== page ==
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Where Does Mitt Romney Really Stand on Standardized Testing? Where Does Mitt Romney Really Stand on Standardized Testing?

Where Does Mitt Romney Really Stand on Standardized Testing?

by Nikhil Goyal

October 13, 2012
testing] in ways that maybe haven't been thought of before." Folks, there you have it. Romney would prolong the killing of learning in schools and the suppression of children. It’s no wonder we have headline grabbing and hard-hitting stories of children hooked on prescription drugs in order to pay attention during tests and class. Say hello to a generation of addicts, pencil pushers, and cogs in machines.

All in all, Romney failed to answer my question and disregarded my points on the billions of dollars—which goes into the pockets of testing executives— spent on testing and the killing of creativity.

I was shocked that Romney didn't address the creativity crisis, considering that in a recent IBM poll, 1,500 CEOs identified creativity as the most important "leadership competency" of the future. Insurmountable evidence demonstrates that as testing increases, creativity declines.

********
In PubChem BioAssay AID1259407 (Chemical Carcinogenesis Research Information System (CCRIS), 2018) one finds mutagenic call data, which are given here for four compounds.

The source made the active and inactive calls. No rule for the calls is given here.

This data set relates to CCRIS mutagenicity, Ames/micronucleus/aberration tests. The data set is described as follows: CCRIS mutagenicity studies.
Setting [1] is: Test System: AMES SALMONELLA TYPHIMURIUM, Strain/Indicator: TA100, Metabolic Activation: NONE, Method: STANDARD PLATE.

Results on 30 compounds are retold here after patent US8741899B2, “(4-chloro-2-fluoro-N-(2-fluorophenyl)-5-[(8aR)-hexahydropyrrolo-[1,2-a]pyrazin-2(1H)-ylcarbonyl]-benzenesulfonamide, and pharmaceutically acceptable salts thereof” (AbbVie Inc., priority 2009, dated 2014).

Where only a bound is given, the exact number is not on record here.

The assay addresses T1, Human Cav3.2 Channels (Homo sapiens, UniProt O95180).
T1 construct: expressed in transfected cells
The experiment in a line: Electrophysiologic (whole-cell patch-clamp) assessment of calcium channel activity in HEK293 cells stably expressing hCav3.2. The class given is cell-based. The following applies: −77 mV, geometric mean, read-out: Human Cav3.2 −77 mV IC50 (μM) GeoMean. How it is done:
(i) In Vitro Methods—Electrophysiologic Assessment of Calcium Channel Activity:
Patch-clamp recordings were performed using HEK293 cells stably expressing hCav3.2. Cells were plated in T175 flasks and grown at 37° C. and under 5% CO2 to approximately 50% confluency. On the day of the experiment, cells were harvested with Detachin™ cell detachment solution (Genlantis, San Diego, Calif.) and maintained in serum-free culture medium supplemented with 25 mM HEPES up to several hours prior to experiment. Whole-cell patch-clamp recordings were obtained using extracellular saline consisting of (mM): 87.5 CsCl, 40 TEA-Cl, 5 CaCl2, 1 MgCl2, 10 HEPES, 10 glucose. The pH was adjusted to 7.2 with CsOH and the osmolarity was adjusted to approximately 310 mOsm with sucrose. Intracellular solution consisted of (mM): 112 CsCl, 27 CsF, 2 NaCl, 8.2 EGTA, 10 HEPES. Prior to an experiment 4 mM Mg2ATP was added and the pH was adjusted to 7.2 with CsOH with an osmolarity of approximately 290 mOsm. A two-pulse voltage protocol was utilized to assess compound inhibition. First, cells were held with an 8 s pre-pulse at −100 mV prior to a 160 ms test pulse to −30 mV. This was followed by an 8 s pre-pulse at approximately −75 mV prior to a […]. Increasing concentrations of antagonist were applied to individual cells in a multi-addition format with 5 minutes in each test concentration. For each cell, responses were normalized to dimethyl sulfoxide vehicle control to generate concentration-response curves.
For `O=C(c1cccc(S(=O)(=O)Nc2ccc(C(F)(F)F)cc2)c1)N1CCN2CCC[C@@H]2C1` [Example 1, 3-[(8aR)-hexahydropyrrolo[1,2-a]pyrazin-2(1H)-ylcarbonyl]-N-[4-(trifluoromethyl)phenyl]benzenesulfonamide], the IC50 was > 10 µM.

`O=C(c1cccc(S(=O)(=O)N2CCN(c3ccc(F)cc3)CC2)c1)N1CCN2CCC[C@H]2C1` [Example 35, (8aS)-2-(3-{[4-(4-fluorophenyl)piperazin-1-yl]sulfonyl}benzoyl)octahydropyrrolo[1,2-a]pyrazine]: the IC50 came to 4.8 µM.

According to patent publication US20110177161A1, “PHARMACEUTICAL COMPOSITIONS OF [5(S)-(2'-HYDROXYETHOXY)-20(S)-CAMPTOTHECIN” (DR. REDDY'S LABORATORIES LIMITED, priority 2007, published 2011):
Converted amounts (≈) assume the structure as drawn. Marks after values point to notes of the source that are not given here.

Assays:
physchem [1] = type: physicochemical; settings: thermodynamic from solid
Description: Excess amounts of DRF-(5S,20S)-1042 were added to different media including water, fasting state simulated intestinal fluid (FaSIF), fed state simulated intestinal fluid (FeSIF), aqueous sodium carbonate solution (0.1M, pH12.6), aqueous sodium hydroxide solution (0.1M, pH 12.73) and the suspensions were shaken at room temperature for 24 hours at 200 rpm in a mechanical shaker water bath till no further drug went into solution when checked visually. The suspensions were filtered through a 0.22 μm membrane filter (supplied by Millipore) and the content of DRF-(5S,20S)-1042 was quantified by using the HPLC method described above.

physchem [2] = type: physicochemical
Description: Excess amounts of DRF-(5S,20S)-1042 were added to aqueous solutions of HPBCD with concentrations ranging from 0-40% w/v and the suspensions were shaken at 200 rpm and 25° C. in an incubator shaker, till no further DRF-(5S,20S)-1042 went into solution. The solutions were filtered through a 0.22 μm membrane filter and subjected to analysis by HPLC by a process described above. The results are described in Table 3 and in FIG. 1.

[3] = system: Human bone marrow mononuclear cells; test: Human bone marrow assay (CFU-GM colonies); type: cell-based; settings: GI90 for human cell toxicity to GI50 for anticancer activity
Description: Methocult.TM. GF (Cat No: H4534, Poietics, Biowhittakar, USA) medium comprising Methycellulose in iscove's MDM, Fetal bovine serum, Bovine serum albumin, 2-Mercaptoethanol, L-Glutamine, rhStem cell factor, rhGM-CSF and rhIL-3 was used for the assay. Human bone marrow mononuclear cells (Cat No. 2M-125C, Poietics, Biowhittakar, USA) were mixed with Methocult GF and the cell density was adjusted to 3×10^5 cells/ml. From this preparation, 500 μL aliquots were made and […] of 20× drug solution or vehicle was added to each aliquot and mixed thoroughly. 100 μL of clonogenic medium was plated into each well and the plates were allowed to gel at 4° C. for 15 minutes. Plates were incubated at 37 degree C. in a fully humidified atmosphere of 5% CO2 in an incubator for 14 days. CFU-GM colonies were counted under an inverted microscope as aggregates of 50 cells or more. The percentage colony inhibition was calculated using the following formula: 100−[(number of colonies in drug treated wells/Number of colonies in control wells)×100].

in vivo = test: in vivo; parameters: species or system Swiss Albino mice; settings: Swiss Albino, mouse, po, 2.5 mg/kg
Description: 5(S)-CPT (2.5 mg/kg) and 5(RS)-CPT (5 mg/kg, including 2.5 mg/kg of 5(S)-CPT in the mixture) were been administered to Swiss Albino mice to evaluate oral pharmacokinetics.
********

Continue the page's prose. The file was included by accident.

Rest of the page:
To be fair, President Obama is no better than his opponent. Although it was clear from the recent presidential debate that Obama believes otherwise, his Race to the Top program is a top-down initiative forced upon states with little to no dialogue from the true stakeholders: students and teachers.

If you solely scrutinize the intended outcomes of their plans, Barack Obama and Mitt Romney appear to be, as Jay Matthews of the Washington Post puts it, “education policy twins." Thus, we're left with two presidential candidates who cater to the elite and corporate interests without a plan to reinvent schools. Lovely isn't it?

What do we do? Should we just continue watching candidates stomp on each other election after election and wait for a technocrat with a sensible plan to come along? I'd rather not.

At the Brooklyn Beta conference this week, Seth Godin nailed it when he asserted, "Revolutions destroy the imperfect and enable the impossible." It's time to stir up the troublemakers, the rebels, and the mad ones—those who are not "willing to accept the limits or the doubts," but the ones who are "always digging and poking and building to make something bigger than even they can imagine."

Maybe then the once impossible will become the norm.

Photo via (cc) Flickr user -- Slavin

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